- Healthcare providers may be able to decrease hospital costs by avoiding ICU admissions for some patients with chronic obstructive pulmonary disease (COPD), exacerbation of heart failure (HF), and acute myocardial infarction (AMI), a recent American Thoracic Society study indicated.
The examination of Medicare claims data from 2010 to 2012 revealed that chances of survival did not improve with an ICU admission for COPD, HF, and AMI patients who were 65 years or older. However, hospital costs were significantly higher among patients that spent time in the ICU.
Hospital costs for an AMI patient with an ICU admission were $4,923 more than an AMI patient without an ICU admission.
Similarly, hospital costs for an HF patient who was admitted to the ICU were $2,608 more compared to an HF patient did not have an ICU stay.
COPD was the only condition studied that did not show greater hospital costs if a patient received an ICU admission or not.
“These findings suggest that the ICU may be overused for some COPD, HF, or AMI patients with an uncertain indication for intensive care, and opportunities exist to decrease healthcare costs by reducing ICU admissions for certain patients,” wrote researchers.
Providers frequently used an ICU admission to treat COPD, HF, and AMI patients, the study showed. Among the patients studied, 20 percent with COPD, 24.7 percent with HR, and 64.9 percent with AMI were admitted to the ICU to treat their condition.
In total, about 30.5 percent of patients with the three conditions experienced an ICU admission.
Despite common ICU utilization, researchers found that 30-day mortality rates were not significantly different among patients who went to the ICU versus those who did not. The study showed the following 30-day mortality rates for both patient groups:
• 8.3 percent for COPD patients admitted to the ICU versus 8.6 percent for COPD patients admitted to the general ward
• 12.1 percent for HF patients staying in the ICU compared to 11 percent for HF patients treated at the general ward
• 15.9 percent for AMI patients with an ICU admission versus 16.3 percent for AMI patients with a general ward admission
With limited patient outcome improvements, researchers concluded that providers could increase care efficiency while decreasing hospital costs by reconsidering ICU admissions for certain patients.
“Our results highlight that there is a large group of patients who doctors have trouble figuring out whether or not the ICU will help them or not,” Thomas Valley, MD, MSc, the study’s lead author and a pulmonary and critical care researcher at the University of Michigan Medical School, stated in a press release. “We found that the ICU may not always be the answer. Now, we need to help doctors decide who needs the ICU and who doesn’t.”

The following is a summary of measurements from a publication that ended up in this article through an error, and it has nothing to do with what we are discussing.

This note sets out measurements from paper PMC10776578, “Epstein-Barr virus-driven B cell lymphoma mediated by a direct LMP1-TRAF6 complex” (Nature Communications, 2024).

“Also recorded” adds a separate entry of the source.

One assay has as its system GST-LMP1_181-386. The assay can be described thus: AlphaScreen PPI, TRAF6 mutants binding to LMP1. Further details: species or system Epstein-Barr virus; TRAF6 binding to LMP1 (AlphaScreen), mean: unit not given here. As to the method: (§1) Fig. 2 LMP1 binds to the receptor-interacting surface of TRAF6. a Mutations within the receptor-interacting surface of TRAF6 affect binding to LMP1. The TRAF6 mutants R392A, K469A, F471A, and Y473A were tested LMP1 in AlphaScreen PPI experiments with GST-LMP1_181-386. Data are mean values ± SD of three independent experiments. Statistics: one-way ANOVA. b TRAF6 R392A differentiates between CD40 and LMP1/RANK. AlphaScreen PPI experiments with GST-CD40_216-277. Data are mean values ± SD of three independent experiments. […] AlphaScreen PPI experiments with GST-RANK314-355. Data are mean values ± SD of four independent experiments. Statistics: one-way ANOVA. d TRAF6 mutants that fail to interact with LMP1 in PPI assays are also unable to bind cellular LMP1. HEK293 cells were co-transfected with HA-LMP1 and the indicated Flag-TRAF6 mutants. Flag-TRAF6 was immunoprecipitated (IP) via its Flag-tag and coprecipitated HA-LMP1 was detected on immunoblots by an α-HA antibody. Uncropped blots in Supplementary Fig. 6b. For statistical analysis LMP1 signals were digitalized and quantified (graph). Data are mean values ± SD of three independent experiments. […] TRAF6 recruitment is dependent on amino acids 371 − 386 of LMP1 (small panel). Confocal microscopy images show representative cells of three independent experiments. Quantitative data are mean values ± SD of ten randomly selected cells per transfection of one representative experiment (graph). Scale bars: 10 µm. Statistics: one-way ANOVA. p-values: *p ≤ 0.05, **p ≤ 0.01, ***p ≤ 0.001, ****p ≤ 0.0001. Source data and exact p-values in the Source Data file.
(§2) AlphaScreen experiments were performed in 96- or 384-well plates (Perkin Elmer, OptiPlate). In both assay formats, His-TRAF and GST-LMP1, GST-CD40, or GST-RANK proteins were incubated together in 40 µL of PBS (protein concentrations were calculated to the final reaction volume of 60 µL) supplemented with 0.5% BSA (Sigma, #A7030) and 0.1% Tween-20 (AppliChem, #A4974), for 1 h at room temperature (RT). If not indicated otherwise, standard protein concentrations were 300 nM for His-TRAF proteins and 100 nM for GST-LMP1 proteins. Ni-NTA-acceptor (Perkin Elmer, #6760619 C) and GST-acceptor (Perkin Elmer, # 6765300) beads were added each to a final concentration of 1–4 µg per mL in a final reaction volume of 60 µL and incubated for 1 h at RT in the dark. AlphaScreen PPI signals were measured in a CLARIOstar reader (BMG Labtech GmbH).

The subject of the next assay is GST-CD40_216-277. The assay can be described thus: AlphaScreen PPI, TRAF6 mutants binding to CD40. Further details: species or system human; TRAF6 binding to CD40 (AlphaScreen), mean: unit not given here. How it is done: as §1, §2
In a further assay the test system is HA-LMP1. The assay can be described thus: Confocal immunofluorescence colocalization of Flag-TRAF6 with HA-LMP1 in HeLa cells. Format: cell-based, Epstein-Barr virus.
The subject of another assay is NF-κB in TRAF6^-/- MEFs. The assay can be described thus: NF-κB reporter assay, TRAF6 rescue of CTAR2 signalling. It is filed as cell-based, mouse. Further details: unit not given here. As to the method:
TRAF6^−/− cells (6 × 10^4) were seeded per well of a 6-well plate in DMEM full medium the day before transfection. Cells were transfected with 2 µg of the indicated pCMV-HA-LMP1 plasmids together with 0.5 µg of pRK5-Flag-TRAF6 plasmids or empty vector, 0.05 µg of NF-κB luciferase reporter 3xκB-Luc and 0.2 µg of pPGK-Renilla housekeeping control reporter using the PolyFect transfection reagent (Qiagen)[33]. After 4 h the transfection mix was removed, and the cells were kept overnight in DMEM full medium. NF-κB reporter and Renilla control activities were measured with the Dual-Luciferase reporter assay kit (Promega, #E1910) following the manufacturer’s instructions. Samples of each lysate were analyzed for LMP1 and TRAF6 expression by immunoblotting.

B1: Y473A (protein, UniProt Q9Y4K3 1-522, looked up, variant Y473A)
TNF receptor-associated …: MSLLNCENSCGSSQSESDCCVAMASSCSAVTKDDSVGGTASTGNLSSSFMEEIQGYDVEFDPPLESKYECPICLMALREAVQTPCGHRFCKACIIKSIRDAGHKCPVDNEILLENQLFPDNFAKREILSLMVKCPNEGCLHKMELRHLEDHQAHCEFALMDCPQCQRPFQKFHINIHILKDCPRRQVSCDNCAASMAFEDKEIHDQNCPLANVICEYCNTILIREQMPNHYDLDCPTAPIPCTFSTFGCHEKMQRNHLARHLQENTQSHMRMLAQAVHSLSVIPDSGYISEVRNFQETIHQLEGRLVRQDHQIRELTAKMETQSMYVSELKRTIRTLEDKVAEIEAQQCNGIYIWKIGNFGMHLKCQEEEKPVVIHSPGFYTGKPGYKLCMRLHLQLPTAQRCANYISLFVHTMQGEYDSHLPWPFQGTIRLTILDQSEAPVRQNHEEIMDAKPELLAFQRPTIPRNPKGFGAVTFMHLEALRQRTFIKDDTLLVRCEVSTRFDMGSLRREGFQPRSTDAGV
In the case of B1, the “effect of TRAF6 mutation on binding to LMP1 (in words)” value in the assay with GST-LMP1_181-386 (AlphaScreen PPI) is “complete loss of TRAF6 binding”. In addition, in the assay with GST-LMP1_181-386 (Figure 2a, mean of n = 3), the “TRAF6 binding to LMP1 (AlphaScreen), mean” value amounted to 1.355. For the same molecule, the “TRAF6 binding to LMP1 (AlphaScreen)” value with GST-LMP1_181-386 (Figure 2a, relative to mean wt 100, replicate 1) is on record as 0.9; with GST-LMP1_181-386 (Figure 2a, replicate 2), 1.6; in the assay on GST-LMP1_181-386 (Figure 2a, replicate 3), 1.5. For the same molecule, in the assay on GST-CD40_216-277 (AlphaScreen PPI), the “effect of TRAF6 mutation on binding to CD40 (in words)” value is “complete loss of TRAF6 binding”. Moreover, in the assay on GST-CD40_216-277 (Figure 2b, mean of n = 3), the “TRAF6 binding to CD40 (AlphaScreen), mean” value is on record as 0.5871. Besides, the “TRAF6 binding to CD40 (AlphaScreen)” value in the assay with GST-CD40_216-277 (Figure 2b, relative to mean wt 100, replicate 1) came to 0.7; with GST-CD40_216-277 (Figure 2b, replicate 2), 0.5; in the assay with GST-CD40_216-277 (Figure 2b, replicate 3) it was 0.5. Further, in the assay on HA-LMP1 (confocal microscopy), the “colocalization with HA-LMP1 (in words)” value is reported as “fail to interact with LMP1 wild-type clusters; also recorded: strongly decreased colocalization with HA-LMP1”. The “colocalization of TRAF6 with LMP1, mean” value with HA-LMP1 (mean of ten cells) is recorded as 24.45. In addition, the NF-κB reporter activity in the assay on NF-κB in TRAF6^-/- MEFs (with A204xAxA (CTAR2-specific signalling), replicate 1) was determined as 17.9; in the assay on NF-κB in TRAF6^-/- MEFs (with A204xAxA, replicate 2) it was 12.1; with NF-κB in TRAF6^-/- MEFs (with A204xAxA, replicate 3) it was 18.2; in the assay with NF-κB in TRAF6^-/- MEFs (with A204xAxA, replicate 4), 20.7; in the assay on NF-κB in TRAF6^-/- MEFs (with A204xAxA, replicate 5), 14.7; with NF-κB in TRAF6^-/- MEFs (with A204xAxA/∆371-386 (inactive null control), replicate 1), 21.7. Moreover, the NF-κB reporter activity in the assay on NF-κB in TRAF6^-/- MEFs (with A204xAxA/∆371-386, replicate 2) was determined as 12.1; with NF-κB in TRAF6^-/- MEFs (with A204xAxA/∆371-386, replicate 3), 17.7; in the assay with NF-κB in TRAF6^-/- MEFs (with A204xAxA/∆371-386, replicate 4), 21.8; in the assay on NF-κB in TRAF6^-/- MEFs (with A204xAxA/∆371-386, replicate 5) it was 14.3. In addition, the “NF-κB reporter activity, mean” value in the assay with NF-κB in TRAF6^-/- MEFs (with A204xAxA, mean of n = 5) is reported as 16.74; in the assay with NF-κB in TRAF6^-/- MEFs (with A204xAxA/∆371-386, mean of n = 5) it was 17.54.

The study’s findings may also have implications for providers participating in some bundled payment models. Medicare’s Bundled Payment for Care Improvement initiative addresses COPD, AMI, and congestive heart failure.
Through the initiative, Medicare reimburses providers involved in a patient’s COPD, AMI, or heart failure episode a set price for the initial inpatient hospital stay and 90 days after discharge. If actual care episode costs go over the target price, then providers lose money and may have to repay CMS for some of the financial losses.
To realize maximum savings, providers need to ensure that care delivery is efficient, meaning high-cost healthcare events, such as an ICU admission, should be avoided.
Bundled payment models for conditions are also becoming a key way to shift to value-based care. CMS recently introduced three bundled payment models that cover acute myocardial infarctions, coronary artery bypass grafts, and surgical hip and femur fraction treatments.
The models will qualify for the maximum incentive payment offered under the Quality Payment Program’s Advanced Alternative Payment Model track.
“These results may have important implications for health system leaders and policymakers,” concluded study authors. “Improving the efficiency of intensive care is vital to any restructuring of the American healthcare system, given the substantial resources associated with its use.”
“Attempts to constrain national ICU capacity, however, must be preceded by evidence that withholding ICU care will actually reduce costs without worsening outcomes for vulnerable patients.”